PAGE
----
Creating a Winning
Hiring The Right
Executive Director &
Navigating The Transition©
The turbulence of transition is a reality throughout the non-profit
sector. It potentially puts the organization at risk.
In the case of your organization, if the shock of transition has not yet
been managed take a moment and call me immediately. I’ll give you a
quick review of how to begin.
If your organization has already announced that a change is eminent, you
have diffused the shock of the upcoming transition and you have begun
the management of that change then the planning begins here.
How you approach the hiring of a new Executive Director will set the
pace for your future. This outline is an educational tool.
It is a roadmap and not intended to be utilized as a final plan.
Notification of all affected parties and positive press. Special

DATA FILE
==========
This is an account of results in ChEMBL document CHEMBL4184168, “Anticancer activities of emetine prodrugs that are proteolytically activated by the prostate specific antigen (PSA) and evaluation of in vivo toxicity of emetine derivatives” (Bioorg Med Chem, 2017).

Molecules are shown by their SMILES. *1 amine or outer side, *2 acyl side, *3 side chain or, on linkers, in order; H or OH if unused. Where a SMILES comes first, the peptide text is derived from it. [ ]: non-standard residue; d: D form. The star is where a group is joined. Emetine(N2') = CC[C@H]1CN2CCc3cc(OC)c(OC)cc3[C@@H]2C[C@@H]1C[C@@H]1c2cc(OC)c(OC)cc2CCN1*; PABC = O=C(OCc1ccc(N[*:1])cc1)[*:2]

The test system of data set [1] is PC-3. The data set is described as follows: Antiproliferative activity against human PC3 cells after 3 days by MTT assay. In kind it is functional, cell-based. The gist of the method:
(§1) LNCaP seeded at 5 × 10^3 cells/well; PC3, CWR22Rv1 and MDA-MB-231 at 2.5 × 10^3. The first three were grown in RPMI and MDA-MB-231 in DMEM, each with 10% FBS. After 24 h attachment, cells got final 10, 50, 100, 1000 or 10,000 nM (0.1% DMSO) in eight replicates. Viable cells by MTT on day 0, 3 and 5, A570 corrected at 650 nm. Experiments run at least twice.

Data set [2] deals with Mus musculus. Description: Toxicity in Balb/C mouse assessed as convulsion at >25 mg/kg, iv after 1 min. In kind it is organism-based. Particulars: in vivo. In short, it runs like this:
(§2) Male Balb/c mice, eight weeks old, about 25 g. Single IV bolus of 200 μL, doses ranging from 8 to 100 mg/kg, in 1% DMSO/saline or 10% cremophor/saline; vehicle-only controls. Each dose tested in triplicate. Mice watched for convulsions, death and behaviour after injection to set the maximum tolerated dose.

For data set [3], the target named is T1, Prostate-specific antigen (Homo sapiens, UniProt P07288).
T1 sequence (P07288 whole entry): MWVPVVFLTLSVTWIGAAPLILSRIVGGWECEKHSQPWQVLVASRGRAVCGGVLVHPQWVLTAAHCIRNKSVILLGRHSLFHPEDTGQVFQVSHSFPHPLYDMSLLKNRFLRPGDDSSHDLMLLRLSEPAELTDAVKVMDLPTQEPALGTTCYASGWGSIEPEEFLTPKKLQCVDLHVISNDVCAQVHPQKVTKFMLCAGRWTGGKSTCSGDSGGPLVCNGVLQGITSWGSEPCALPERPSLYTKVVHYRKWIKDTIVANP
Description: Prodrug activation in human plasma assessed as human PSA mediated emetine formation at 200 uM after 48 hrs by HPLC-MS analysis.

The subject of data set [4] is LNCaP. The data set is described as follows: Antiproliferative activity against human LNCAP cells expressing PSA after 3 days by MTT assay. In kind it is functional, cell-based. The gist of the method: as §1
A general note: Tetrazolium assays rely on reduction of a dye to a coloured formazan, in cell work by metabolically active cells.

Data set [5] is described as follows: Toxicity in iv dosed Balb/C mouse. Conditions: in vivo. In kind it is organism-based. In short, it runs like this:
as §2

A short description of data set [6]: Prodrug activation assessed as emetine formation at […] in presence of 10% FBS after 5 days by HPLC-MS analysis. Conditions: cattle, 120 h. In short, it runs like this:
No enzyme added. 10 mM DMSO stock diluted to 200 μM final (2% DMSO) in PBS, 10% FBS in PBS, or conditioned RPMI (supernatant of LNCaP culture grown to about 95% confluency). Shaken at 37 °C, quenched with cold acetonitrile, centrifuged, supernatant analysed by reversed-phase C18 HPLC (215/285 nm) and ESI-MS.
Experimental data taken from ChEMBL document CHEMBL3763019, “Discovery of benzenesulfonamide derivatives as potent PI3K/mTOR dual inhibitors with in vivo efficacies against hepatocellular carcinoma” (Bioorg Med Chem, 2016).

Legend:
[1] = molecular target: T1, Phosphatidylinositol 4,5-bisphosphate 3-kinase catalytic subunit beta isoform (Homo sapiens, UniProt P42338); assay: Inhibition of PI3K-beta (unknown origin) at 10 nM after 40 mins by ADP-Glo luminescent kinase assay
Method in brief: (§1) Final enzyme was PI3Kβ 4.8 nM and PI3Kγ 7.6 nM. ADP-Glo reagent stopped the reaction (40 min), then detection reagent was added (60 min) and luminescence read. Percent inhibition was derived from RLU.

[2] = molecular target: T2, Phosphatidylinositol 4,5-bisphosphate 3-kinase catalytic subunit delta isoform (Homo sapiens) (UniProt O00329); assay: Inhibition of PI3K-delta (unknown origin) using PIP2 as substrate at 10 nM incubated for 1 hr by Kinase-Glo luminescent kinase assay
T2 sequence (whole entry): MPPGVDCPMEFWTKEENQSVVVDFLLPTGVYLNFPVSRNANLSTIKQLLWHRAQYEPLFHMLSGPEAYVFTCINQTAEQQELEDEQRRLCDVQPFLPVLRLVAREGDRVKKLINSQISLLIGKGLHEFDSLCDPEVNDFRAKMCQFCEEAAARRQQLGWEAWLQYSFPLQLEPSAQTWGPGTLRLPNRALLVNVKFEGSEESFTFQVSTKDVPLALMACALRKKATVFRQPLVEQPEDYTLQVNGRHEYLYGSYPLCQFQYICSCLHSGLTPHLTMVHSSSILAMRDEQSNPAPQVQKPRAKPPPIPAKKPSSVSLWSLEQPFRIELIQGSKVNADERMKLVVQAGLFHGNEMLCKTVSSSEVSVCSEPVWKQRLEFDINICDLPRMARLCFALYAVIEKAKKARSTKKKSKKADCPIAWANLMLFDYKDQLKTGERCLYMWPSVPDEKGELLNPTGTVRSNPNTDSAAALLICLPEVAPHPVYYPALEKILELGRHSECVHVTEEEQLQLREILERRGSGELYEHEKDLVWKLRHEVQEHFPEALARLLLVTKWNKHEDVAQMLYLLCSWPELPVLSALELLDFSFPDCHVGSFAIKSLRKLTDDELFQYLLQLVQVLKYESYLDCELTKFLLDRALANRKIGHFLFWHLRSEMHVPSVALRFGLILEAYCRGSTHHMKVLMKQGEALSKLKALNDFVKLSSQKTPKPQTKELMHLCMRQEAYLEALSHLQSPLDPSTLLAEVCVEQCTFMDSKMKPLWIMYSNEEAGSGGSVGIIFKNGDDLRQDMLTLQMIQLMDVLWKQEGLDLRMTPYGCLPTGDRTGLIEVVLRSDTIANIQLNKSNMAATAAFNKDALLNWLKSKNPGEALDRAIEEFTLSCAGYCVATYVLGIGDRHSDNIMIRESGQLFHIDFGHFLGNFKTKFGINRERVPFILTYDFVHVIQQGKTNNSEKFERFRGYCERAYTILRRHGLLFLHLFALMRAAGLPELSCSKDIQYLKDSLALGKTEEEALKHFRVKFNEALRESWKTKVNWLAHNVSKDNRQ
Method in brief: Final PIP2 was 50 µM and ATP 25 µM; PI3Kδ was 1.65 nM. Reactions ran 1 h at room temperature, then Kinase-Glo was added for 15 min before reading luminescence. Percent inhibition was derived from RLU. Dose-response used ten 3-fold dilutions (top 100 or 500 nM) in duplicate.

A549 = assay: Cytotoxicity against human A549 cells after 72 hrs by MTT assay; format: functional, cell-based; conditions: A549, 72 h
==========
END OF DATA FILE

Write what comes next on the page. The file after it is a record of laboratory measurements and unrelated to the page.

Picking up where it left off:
handling of key individuals, stakeholders, committees, etc.
The Goal: Universal
acceptance and support for the decision.
Did your organization have an experienced Executive Director?
Is your non-profit a
Will your new Executive
Director be able to meet with the transitioning incumbent or is this
part of a hostile transition?
The stressors of a new
and different person and new position, unlike the new directors last
assignment will include building immediate credibility within a new
community of colleagues, clients, community leaders, networks,
businesses, internal committees, the community at large and more.
In a decisive study
conducted by the Center For Creative Leadership in 1998 it was found
that 40% of transitioning executives failed in the first 18 months. In a
more recent study, seven reasons were given for these failures by a